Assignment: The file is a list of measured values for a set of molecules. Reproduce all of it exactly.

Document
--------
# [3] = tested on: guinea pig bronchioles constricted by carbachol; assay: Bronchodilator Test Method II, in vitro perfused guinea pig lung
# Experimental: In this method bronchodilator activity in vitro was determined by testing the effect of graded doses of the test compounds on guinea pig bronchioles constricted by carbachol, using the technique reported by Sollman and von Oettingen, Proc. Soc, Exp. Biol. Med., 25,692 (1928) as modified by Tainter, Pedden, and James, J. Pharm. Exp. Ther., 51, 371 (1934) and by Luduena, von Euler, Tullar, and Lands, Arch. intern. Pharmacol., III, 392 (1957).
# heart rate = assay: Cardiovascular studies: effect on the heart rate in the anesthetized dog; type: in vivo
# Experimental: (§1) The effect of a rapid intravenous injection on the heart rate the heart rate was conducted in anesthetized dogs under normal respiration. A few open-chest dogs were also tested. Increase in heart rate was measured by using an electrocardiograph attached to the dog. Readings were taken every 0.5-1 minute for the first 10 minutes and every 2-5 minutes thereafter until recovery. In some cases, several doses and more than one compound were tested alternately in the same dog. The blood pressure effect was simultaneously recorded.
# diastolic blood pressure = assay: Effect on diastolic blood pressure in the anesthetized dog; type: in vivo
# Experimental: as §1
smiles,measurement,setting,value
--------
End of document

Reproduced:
# [3] = tested on: guinea pig bronchioles constricted by carbachol; assay: Bronchodilator Test Method II, in vitro perfused guinea pig lung
# Experimental: In this method bronchodilator activity in vitro was determined by testing the effect of graded doses of the test compounds on guinea pig bronchioles constricted by carbachol, using the technique reported by Sollman and von Oettingen, Proc. Soc, Exp. Biol. Med., 25,692 (1928) as modified by Tainter, Pedden, and James, J. Pharm. Exp. Ther., 51, 371 (1934) and by Luduena, von Euler, Tullar, and Lands, Arch. intern. Pharmacol., III, 392 (1957).
# heart rate = assay: Cardiovascular studies: effect on the heart rate in the anesthetized dog; type: in vivo
# Experimental: (§1) The effect of a rapid intravenous injection on the heart rate the heart rate was conducted in anesthetized dogs under normal respiration. A few open-chest dogs were also tested. Increase in heart rate was measured by using an electrocardiograph attached to the dog. Readings were taken every 0.5-1 minute for the first 10 minutes and every 2-5 minutes thereafter until recovery. In some cases, several doses and more than one compound were tested alternately in the same dog. The blood pressure effect was simultaneously recorded.
# diastolic blood pressure = assay: Effect on diastolic blood pressure in the anesthetized dog; type: in vivo
# Experimental: as §1
smiles,measurement,setting,value